Two Sundays in a row, NBC Channel 4 in NYC has run stories by Chuck Scarborough on energy efficiency & hybrid cars, touching on security issues.
    Thing is, they interviewed Frank Gaffney to do it. He said as long as America gets its oil from anti-American, trouble-making nations, our security will be at risk. (IIRC)
    George Orwell would choke on the irony. Gaffney got us into this mess–and is staunchly for military actions that provoke a backlash–and are intended to secure control over oil.
    My question: Why not interview Amory Lovins about the intersection of energy efficiency, national security, and economic vitality? Lovins (@ Rocky Mountain Institute) has been writing on these matters since the late 1970s.
    Why allow Gaffney to present himself as the antithesis of his operant policy?
    Since your portfolio includes energy policy, can you offer some insight into why Amory Lovins has not been sought out and his work widely discussed? And why Gaffney has any credibility in the media? Particularly since his statements were an inversion of his policies. Thanks.

    Reply

  8. Robert Morrow says:

    Was Citizens for Global Solutions the group that said the USA should not even have invaded Afghanistan to dismantle Al Queda and the Taliban. Or am I wrong on that score? Or was it just an official speaking for themselves?

    Reply

  9. Carroll says:

    Welcome.
    Look forward to your postings. Also your take on the human rights progress at the UN and the ICC-US problem would be interesting to many of us.

    Reply

  10. gq says:

    Welcome, Scott! I look forward to your thoughts on the post-Bush UN or anything else you decide to write about.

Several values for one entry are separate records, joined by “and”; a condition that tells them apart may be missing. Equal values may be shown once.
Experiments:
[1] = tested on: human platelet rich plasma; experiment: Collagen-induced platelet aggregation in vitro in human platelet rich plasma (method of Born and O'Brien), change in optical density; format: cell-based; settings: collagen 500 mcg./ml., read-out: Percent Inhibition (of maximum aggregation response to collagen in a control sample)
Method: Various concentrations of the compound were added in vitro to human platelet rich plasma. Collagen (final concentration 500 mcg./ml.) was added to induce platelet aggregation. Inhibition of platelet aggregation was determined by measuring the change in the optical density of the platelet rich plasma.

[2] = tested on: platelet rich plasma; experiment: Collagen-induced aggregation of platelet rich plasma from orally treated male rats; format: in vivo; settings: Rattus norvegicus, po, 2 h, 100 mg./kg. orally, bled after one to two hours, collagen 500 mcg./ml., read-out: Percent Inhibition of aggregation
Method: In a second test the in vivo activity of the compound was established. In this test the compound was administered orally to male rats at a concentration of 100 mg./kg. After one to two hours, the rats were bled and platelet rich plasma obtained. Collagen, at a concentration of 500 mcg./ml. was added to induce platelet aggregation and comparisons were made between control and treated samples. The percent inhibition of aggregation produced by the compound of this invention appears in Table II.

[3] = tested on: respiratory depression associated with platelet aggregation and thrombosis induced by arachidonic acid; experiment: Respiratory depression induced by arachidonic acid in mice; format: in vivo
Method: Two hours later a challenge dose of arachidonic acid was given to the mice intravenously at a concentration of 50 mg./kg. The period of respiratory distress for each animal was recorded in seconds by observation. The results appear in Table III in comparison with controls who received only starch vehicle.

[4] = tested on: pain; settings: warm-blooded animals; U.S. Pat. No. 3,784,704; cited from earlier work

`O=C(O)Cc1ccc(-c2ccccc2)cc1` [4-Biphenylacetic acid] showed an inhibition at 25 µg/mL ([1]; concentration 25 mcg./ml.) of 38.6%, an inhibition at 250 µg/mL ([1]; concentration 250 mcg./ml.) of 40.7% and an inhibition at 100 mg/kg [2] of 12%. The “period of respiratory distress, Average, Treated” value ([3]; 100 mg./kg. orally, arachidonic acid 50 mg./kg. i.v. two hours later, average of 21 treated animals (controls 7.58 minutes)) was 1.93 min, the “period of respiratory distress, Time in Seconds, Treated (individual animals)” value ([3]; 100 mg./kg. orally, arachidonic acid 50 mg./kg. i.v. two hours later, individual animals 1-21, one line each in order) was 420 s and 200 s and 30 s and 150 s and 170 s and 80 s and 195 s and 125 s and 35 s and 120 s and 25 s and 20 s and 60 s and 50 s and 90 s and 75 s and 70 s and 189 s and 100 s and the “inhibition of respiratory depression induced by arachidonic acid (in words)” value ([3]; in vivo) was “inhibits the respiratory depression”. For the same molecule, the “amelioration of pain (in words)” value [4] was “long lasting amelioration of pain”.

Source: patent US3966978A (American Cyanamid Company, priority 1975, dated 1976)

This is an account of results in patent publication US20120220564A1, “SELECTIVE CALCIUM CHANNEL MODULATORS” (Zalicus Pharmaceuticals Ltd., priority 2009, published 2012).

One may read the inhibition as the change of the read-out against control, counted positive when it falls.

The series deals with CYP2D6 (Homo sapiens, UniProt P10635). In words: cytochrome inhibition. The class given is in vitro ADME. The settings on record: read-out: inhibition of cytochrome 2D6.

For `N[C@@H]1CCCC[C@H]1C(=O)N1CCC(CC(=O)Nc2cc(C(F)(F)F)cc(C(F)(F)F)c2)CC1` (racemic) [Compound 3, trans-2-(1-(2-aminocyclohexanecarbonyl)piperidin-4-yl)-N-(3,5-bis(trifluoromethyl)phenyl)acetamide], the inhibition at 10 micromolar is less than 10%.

Reply

  11. Pissed Off American says:

    “In addition, he also coordinates message development and strategy for high-profile campaigns.”
    So, in that capacity, how much of your time is spent researching what your client should say if he wants to tell us what you think we want to hear?

    Reply

  12. Carl Nyberg says:

    Scott, I congratulate you. And I can say I knew you before you became a bigshot.

    Reply

  13. JohnH says:

    Welcome aboard! I welcome anyone with experience analyzing energy security and foreign policy. I’ll be interested in any insights you might have on how our energy addiction is driving foreign policy. For more than sixty years, American Middle East policy has centered on oil. President Franklin D. Roosevelt declared in 1943 that “the defense of Saudi Arabia is vital to the defense of the United States.” Major presidential pronouncements, including the Truman, Eisenhower, and Carter doctrines all were promulgated explicitly to defend the Middle East and, by extension, its oil. Yet oil and energy security are nowhere to be found in the current public debates about policy toward Iraq and Iran. The Bush administration prefers to create plausible sounding reasons for war, but when they prove to be false, they are quite content with leaving us with no reason at all for having gone to war.
    Maybe you could shed some light on this mystery.

    Reply

  14. Yanal Yousef says:

    Having worked closely with Scott I can personally attest to his absolute quality and his thorough understanding of the global issues that are often discussed on this blog. I’m positive visitors of TWN will appreciate the creative nature in which he will approach the issues of the day.
    I look forward to reading your posts Scott.

    Reply

  15. Scott Paul says:

    The link to my bio is up on the post now. The Greeks would be proud.

    Reply